ARE STREAMS A DRUG FREE ZONE? Last year, USGS unveiled a significant study showing traces of pharmaceuticals, over the counter drugs and household chemicals in streams and rivers across America. Now, USGS is trying to learn how long it takes for those chemicals to travel in the environment. Throughout the summer, USGS scientists in Iowa and Colorado are injecting a nontoxic red dye, as a proxy for the drugs, into rivers and following the dye downstream using high-tech instruments to detect even minute portions of the dye. What scientists will learn from this is how concentrations of the pharmaceuticals may change as they are transported downstream. These studies represent a continuing effort by the USGS Toxic Substances Hydrology Program to understand the source, fate, and transport of pharmaceuticals and other organic wastewater contaminants in the environment. For more information, see the journal article that started it all at http://toxics.usgs.gov/regional/emc_surfacewater.html and then call Dana Kolpin at 319-358-3614.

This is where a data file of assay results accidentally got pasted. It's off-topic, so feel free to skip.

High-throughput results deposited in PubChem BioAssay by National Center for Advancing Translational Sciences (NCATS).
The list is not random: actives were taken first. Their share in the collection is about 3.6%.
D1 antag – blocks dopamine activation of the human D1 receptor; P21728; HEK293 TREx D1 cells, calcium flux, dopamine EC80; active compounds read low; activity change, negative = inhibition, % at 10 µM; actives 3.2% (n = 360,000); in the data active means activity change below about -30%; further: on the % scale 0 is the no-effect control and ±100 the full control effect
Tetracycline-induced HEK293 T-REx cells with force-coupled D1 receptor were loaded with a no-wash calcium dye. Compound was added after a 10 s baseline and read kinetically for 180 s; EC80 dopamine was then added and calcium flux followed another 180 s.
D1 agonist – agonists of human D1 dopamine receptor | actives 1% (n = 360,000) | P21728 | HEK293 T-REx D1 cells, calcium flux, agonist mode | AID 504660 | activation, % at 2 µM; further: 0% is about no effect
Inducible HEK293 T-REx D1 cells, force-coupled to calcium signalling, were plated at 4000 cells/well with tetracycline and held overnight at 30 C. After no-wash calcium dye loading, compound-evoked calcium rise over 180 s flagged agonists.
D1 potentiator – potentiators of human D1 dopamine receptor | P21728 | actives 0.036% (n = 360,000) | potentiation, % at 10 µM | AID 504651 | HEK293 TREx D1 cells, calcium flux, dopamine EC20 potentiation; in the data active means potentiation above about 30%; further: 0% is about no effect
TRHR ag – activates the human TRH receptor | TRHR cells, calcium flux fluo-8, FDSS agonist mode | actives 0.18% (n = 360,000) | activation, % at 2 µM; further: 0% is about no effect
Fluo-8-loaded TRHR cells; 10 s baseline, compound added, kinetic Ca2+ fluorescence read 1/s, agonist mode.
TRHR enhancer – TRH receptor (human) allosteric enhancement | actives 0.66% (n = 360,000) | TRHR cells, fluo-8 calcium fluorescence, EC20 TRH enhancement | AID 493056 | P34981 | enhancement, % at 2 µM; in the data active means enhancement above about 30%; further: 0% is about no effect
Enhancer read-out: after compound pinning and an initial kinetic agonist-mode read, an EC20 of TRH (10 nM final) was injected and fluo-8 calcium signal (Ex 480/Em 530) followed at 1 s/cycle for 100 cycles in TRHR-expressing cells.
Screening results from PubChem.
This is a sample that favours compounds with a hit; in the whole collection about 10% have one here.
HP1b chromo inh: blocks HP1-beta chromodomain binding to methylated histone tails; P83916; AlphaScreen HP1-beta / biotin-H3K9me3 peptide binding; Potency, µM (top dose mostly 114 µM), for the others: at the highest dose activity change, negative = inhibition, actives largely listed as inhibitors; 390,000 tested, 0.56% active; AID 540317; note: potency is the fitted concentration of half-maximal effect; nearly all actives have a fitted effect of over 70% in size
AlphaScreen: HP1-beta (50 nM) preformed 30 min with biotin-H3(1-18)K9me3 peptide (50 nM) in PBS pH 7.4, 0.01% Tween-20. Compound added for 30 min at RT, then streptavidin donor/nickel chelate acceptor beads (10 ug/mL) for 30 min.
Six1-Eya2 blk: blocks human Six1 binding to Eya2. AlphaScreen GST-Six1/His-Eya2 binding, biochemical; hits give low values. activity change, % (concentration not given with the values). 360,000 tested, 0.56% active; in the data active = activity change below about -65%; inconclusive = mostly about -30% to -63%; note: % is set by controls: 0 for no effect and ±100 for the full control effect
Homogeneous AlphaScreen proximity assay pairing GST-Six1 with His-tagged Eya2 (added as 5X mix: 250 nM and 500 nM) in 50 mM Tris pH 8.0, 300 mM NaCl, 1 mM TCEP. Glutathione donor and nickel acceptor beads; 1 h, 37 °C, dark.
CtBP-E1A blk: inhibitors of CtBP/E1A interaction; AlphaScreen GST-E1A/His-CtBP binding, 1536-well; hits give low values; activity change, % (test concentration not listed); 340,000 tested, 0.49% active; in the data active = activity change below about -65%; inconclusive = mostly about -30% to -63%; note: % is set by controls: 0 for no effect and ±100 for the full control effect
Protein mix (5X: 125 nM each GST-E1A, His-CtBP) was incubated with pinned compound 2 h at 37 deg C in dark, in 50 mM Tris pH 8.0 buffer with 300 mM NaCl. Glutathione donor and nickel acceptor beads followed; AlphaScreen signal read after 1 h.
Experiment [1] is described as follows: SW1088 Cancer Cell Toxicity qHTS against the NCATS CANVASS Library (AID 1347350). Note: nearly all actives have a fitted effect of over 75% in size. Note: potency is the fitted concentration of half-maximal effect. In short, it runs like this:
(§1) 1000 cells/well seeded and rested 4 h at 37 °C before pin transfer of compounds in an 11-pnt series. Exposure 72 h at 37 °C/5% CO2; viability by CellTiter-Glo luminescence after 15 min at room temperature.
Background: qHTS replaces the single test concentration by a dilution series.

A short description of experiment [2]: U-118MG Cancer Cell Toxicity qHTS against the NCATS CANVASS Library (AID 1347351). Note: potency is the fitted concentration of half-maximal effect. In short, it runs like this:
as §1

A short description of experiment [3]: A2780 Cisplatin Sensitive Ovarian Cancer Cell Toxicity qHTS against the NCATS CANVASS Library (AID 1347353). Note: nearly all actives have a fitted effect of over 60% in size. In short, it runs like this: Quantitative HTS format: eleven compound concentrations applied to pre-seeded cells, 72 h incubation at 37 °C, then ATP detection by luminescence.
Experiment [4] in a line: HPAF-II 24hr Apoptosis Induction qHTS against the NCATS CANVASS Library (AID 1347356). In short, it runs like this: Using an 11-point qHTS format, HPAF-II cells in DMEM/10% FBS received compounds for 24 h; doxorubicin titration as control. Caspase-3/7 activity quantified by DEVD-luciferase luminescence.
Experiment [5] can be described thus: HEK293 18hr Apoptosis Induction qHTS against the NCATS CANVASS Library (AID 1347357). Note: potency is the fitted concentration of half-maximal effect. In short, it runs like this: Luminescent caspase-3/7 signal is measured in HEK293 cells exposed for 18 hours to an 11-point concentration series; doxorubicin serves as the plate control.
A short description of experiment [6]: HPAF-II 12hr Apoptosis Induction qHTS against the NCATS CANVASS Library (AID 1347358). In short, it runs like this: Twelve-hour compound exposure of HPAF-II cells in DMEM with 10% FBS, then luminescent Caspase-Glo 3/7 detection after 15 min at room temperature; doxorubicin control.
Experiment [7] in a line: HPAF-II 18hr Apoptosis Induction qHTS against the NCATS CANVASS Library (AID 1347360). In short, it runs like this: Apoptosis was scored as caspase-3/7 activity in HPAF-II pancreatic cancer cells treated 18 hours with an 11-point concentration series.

A POX UPON YOU? JUST CHECKING: You know them best as the USGS researchers tracking the spread of West Nile Virus in birds from coast-to-coast. But wildlife health specialists from the USGS National Wildlife Health Center in Madison, Wis., are also on the job this summer looking for the monkeypox virus in wildlife. Teaming with counterparts from the U.S. Department of Agriculture and health departments in Wisconsin and Illinois, USGS scientists are beginning a field surveilla
Contact: Butch Kinerney
United States Geological Survey